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line, vantage point, perspective … and a foot!

I love roofs.  I often like to sit on mine and ponder the events of the day.  I took this picture not more than five minutes ago.  This is my neighbor’s house (and that is my foot).  This incorporates several concepts from Helmer’s “The Elements of Critical Viewing”.  First, it incorporates line.  My gutter is the predominant line; the roof tiles and the house next to mine have lines all over (door, roof, outer wall, gutter) that form squares and rectangles.  Without these lines, the image would make little sense; there would be no separation of any of the elements.  Secondly, there are the elements of perception and vantage point.  First, perception:  there is depth to this image.  In the foreground, you see my roof (and my foot).  In the background, my neighbor’s house.  Second, vantage point:  I am clearly looking down, giving the viewer a sense of being on my (extremely steep) roof with me.  Perhaps the image does not capture the steepness as well as I’d like, but I feel it is visible to some extent.

Joel Skelton

Comments

Keith
Reply

At first I thought the image was just about vantage point, after looking closer i caught on to the the use of line prior to reading your caption as an initial impression. After reading your caption the image had a softer tone than the strict line imagery and course texture of the roof shingles as you defined it as a place of reflection. Nice use of imagery and meaning.

Larissa
Reply

I like how the photo was taken at the downward angle rather than straight across. Definitely does a better job at capturing the depth. The foot is a perfect addition as well!

Benjamin
Reply

Those elements are important things to consider, you wouldn’t want to ignore how high it is and fall off. yikes be careful!!!!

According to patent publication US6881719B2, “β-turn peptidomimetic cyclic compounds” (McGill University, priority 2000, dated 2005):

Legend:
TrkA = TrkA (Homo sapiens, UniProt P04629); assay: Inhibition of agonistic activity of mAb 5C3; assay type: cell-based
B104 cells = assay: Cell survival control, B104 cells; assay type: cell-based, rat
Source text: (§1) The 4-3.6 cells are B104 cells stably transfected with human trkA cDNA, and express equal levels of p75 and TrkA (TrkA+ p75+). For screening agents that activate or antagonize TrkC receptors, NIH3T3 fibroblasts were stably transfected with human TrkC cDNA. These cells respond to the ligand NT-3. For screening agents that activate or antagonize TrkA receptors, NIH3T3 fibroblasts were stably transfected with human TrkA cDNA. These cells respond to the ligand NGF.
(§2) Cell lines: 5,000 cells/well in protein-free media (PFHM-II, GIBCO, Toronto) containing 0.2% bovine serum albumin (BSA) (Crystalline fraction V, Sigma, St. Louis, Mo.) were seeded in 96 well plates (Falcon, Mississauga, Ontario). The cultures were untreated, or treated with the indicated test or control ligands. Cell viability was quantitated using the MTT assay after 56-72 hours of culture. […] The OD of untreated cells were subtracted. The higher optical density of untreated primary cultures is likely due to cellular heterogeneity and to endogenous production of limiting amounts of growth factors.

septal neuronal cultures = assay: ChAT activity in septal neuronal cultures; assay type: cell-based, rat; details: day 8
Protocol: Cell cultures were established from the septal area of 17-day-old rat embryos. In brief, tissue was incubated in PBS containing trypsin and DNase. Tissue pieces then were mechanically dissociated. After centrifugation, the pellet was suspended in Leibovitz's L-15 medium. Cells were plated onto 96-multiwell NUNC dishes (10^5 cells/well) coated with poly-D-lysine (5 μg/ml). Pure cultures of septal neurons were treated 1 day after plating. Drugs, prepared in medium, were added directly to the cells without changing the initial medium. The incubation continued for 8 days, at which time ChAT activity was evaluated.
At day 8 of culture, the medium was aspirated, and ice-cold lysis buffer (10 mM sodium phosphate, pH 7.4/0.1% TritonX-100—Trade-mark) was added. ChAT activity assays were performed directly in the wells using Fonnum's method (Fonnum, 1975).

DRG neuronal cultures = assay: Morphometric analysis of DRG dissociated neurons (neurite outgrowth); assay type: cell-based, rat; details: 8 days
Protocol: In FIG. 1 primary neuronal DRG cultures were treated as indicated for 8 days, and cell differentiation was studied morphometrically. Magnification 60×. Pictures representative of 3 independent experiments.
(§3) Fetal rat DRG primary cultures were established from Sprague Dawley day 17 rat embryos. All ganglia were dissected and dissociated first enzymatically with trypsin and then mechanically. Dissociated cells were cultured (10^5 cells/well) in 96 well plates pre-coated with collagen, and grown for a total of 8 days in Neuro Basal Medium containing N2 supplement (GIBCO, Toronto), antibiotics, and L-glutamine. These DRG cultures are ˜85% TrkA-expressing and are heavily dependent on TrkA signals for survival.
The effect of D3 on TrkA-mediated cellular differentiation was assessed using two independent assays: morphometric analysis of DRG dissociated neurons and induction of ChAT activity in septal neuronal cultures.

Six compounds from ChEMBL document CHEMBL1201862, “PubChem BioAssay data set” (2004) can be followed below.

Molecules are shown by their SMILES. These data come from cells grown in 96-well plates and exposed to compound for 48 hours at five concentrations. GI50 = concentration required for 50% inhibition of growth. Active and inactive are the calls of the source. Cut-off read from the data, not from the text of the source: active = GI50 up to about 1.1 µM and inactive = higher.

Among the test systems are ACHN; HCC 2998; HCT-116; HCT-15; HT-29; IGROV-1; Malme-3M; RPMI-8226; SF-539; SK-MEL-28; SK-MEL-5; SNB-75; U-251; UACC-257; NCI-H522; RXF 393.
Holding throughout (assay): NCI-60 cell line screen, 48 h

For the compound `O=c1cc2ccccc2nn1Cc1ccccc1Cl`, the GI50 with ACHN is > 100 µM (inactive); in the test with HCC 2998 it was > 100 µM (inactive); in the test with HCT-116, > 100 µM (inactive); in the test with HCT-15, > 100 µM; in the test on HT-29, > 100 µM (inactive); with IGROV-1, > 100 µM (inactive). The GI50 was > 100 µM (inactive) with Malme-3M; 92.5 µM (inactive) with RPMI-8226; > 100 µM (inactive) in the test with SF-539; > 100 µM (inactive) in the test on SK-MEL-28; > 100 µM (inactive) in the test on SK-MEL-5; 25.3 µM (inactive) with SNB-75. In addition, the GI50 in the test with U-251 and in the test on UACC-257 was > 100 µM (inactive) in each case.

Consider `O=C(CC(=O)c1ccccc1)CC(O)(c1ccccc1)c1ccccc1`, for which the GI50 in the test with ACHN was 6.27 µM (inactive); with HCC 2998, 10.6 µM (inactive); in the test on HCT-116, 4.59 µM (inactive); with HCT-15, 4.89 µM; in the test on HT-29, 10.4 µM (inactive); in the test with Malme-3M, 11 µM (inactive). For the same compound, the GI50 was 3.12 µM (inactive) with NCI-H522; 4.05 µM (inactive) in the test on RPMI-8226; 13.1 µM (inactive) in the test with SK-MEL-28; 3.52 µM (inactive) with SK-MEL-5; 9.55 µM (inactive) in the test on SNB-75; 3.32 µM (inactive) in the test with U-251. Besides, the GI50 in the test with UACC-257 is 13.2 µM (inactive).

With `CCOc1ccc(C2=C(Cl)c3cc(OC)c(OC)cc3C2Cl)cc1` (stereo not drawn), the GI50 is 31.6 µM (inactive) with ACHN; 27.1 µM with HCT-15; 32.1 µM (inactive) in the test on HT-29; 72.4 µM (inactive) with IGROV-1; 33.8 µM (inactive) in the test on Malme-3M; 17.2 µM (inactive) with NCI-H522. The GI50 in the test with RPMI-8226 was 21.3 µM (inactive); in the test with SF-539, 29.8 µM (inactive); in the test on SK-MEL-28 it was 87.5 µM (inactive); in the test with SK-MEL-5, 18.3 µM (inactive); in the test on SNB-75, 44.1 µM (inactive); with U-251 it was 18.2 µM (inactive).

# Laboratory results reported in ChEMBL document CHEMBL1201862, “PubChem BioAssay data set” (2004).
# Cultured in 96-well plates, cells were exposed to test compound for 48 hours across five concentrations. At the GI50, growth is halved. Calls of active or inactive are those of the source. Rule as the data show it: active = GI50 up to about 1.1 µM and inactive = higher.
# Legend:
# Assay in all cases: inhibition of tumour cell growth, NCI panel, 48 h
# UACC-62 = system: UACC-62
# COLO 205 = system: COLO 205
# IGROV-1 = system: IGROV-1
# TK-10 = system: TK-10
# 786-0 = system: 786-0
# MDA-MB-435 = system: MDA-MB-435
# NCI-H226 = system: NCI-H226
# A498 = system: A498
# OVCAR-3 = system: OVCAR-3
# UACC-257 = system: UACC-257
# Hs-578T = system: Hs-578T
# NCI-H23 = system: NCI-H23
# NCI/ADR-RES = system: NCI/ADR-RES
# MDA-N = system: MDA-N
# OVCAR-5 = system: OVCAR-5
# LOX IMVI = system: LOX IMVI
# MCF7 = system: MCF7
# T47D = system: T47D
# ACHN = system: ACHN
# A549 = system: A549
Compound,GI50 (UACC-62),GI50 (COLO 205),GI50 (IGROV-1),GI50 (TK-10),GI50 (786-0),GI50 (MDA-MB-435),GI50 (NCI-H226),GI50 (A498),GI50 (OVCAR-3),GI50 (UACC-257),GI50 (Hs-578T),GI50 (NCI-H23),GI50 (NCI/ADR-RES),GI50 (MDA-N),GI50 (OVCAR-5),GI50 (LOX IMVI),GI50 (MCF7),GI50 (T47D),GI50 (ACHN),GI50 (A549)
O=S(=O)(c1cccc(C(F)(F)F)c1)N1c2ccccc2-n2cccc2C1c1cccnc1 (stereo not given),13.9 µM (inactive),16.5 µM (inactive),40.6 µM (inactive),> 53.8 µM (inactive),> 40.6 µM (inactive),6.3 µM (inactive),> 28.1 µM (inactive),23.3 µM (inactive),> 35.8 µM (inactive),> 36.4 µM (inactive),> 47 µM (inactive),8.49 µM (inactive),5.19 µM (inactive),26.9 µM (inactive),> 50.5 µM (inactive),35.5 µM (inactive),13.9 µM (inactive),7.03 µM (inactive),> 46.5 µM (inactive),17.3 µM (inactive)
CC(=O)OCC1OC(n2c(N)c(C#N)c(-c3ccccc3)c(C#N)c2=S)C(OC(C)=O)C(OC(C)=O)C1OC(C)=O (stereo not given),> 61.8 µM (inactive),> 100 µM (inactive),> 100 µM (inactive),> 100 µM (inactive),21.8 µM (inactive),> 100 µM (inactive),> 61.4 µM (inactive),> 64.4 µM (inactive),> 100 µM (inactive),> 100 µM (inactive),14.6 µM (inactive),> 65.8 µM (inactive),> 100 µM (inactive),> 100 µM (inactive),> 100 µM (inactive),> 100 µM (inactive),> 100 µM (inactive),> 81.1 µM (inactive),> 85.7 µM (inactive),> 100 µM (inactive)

Joel
Reply

Haha, well thank you for your concern, sir.

Casey
Reply

This is kind of lame, but I am afraid of heights. Just looking at this picture makes me a little nervous (awesome picture though Joel!) I just wanted to point out step 7 in Helmer’s about considering the image’s effect on the viewer. He says that “readers interpret those meanings based on their cultural position and personal experiences.” Since we are all different, it is really interesting to think that my potential interpretation of this photograph’s effect on a viewer could potentially be different from Joel’s simply based on the fact that my personal experiences implicate a fear of heights and his personal experiences implicates no fear of heights!

Joel
Reply

That’s an interesting perspective. In fact, one of my friends visited a building in Chicago called the Willis Tower (http://en.wikipedia.org/wiki/Willis_Tower). The observation deck, the 103rd floor, is transparent. She sat on the deck and took a picture. That picture gave me the creeps because the ant civilization under her was clearly visible. I’m not exactly afraid of heights–I’m more afraid of falling–and I didn’t think of that particular perception while writing my summary of my picture. I think for me, a slanted roof some 30 feet off the ground is less of a “fall-risk” than a picture on the 103rd floor in which the ground is clearly visible (or a roller coaster). Thanks for pointing out that perspective.

Liz
Reply

Looking at this gives me a bit of vertigo, but the angle of the roof against the angle of your neighbor’s house definitely does capture a sense of steepness. Steepness that I surely wouldn’t want to experience firsthand for fear of falling what looks like 3 stories!

Joel
Reply

Good eye. It actually is three stories.

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